Mr. Woodward argued that the attorney had every reason to believe what they said in the certification statement was true, and that President Trump did not in fact have those documents.

The attorney could not have been lying, Mr. Woodward argued, and therefore it was a lawful act. He argued the defendants could not be charged for aiding and abetting a lawful act.

Defense Says Counts 34 and 36 Should Be Dismissed for Duplicity

Mr. Woodward is also arguing the second motion, with counsel for codefendants Carlos De Oliveira and President Trump present.

He argued counts 34 and 36 should be dismissed for duplicity.

Count 34 charges both President Trump and Mr. Nauta with “withholding a document or record,” alleging they knowingly engaged in misleading conduct with intent to cause another person to withhold a record, document,  or other object from an official proceedings.

It alleges that President Trump tried to persuade an attorney to hide documents from a grand jury, and that President Trump and Mr. Nauta both misled the attorney by moving boxes so the attorney could not find and produce the documents in the boxes to the grand jury.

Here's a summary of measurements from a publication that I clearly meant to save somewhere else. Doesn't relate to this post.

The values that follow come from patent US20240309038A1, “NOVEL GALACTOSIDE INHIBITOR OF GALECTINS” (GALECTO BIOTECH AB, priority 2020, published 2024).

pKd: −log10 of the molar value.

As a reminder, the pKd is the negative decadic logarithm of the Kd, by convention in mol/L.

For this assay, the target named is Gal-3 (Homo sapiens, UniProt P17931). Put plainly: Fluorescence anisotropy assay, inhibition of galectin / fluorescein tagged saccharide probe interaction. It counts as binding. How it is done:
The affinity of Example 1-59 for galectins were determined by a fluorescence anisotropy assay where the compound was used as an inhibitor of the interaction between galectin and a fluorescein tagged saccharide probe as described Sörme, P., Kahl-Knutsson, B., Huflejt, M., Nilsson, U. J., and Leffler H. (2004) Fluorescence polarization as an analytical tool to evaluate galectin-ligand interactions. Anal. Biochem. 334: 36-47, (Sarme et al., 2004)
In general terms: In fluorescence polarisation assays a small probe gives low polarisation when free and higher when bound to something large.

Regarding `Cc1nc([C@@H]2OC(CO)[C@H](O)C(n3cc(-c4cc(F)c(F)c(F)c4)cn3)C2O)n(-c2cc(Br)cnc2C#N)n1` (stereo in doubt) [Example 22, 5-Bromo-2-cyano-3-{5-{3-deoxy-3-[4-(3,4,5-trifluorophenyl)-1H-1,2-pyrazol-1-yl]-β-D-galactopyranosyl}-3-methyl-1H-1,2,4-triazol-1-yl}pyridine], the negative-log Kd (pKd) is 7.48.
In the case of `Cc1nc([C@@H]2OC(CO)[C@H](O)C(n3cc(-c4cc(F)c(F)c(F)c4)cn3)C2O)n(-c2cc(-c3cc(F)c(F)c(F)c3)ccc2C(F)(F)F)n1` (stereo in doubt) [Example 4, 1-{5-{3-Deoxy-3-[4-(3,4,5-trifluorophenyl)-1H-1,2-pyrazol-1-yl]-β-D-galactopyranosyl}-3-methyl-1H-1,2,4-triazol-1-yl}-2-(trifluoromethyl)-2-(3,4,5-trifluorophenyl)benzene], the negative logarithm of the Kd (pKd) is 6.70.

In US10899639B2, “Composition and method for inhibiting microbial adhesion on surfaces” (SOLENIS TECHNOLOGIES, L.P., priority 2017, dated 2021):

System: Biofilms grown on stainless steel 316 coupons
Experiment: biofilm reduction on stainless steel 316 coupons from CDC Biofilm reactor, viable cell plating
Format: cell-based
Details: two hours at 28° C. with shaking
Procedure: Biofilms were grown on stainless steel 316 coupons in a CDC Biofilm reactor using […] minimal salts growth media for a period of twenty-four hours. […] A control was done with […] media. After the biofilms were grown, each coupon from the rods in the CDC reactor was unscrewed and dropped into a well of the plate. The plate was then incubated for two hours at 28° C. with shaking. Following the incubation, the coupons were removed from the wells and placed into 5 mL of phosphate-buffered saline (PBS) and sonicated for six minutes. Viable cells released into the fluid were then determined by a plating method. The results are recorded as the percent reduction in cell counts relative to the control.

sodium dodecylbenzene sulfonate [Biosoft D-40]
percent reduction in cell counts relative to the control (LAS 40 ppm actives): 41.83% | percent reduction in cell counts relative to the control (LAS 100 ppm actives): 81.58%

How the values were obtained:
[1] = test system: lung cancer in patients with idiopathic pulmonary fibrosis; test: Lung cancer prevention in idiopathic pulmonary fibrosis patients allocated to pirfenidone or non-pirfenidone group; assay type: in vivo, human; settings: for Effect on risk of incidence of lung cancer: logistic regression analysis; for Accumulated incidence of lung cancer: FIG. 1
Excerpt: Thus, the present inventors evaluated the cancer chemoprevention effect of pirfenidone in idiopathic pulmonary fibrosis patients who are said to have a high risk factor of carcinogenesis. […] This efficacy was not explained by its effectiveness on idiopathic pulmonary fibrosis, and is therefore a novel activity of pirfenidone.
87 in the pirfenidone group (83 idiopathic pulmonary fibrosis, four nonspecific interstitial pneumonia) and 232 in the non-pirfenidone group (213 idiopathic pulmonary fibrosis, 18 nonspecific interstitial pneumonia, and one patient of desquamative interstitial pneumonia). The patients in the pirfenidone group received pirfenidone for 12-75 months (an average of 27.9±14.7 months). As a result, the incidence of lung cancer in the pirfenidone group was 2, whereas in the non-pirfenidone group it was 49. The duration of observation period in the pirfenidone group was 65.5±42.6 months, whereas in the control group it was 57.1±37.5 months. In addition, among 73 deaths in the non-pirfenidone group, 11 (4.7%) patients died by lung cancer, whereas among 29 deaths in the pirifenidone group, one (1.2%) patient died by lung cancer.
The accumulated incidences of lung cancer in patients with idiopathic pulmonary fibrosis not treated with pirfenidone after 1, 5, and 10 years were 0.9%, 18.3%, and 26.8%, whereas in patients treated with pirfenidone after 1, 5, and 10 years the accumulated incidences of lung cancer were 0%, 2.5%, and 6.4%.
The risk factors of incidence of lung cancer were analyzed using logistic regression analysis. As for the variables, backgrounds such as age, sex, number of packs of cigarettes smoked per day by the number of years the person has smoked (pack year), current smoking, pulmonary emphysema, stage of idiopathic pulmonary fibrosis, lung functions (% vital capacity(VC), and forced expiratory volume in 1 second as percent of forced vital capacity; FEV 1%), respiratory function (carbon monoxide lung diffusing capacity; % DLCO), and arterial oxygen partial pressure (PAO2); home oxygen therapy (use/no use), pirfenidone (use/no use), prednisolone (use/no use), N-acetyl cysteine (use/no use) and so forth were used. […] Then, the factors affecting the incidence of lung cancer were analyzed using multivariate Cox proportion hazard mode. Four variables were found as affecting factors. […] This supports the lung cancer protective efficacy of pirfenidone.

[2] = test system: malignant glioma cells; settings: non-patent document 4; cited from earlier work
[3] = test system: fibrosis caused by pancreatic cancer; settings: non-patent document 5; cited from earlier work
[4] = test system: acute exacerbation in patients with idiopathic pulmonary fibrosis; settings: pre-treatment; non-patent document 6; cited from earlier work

Count 36 charges both President Trump and Mr. Nauta with “concealing a document in a federal investigation,” alleging they knowingly concealed or falsified records with the intent to obstruct or influence an investigation.

It alleges President Trump and Mr. Nauta both hid President Trump’s continued possession of classified documents from the FBI, and that President Trump caused a false certification to be submitted to the FBI.

Mr. Woodward said these counts allege different acts to President Trump and Mr. Nauta but use the same charge, calling it “duplicitous,” one example of insufficient pleading. He argued multiple crimes were being alleged in the same count.

He argued that the confusing charges would not be made clearer if presented to a jury.

Judge Cannon asked if he was making this argument for any other counts, and Mr. Woodward said no, but the defense believed other counts were deficient for different reasons.